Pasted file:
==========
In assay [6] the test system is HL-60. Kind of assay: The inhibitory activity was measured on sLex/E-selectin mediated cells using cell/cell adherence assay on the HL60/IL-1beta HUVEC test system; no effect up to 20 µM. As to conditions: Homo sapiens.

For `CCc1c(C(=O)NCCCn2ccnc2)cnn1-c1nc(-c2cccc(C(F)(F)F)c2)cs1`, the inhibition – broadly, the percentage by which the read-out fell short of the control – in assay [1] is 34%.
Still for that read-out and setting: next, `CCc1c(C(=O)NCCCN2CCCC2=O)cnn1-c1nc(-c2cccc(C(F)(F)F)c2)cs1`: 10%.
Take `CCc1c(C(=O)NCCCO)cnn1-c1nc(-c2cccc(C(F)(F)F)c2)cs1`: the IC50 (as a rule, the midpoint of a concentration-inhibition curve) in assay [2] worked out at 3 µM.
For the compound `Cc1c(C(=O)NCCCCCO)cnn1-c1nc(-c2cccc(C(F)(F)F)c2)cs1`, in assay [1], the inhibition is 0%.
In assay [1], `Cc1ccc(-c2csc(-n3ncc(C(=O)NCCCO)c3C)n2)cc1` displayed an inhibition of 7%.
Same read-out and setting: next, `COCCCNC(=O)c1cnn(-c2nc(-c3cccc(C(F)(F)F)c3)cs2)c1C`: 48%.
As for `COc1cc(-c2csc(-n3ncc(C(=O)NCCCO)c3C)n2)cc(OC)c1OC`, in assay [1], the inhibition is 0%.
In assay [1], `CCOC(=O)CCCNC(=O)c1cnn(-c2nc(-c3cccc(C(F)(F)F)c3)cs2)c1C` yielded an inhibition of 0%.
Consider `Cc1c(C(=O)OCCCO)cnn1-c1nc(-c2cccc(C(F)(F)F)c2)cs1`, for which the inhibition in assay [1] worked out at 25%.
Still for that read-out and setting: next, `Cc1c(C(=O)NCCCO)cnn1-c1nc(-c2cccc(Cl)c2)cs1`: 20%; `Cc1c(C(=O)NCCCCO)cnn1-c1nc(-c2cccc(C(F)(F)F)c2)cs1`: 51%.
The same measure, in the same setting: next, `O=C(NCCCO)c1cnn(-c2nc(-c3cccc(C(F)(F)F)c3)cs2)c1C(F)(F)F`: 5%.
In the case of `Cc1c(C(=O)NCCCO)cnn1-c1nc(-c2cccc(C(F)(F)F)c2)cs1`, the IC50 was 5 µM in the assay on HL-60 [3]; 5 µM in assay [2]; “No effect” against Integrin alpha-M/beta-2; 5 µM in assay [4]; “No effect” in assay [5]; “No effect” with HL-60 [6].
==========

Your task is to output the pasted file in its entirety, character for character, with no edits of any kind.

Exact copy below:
In assay [6] the test system is HL-60. Kind of assay: The inhibitory activity was measured on sLex/E-selectin mediated cells using cell/cell adherence assay on the HL60/IL-1beta HUVEC test system; no effect up to 20 µM. As to conditions: Homo sapiens.

For `CCc1c(C(=O)NCCCn2ccnc2)cnn1-c1nc(-c2cccc(C(F)(F)F)c2)cs1`, the inhibition – broadly, the percentage by which the read-out fell short of the control – in assay [1] is 34%.
Still for that read-out and setting: next, `CCc1c(C(=O)NCCCN2CCCC2=O)cnn1-c1nc(-c2cccc(C(F)(F)F)c2)cs1`: 10%.
Take `CCc1c(C(=O)NCCCO)cnn1-c1nc(-c2cccc(C(F)(F)F)c2)cs1`: the IC50 (as a rule, the midpoint of a concentration-inhibition curve) in assay [2] worked out at 3 µM.
For the compound `Cc1c(C(=O)NCCCCCO)cnn1-c1nc(-c2cccc(C(F)(F)F)c2)cs1`, in assay [1], the inhibition is 0%.
In assay [1], `Cc1ccc(-c2csc(-n3ncc(C(=O)NCCCO)c3C)n2)cc1` displayed an inhibition of 7%.
Same read-out and setting: next, `COCCCNC(=O)c1cnn(-c2nc(-c3cccc(C(F)(F)F)c3)cs2)c1C`: 48%.
As for `COc1cc(-c2csc(-n3ncc(C(=O)NCCCO)c3C)n2)cc(OC)c1OC`, in assay [1], the inhibition is 0%.
In assay [1], `CCOC(=O)CCCNC(=O)c1cnn(-c2nc(-c3cccc(C(F)(F)F)c3)cs2)c1C` yielded an inhibition of 0%.
Consider `Cc1c(C(=O)OCCCO)cnn1-c1nc(-c2cccc(C(F)(F)F)c2)cs1`, for which the inhibition in assay [1] worked out at 25%.
Still for that read-out and setting: next, `Cc1c(C(=O)NCCCO)cnn1-c1nc(-c2cccc(Cl)c2)cs1`: 20%; `Cc1c(C(=O)NCCCCO)cnn1-c1nc(-c2cccc(C(F)(F)F)c2)cs1`: 51%.
The same measure, in the same setting: next, `O=C(NCCCO)c1cnn(-c2nc(-c3cccc(C(F)(F)F)c3)cs2)c1C(F)(F)F`: 5%.
In the case of `Cc1c(C(=O)NCCCO)cnn1-c1nc(-c2cccc(C(F)(F)F)c2)cs1`, the IC50 was 5 µM in the assay on HL-60 [3]; 5 µM in assay [2]; “No effect” against Integrin alpha-M/beta-2; 5 µM in assay [4]; “No effect” in assay [5]; “No effect” with HL-60 [6].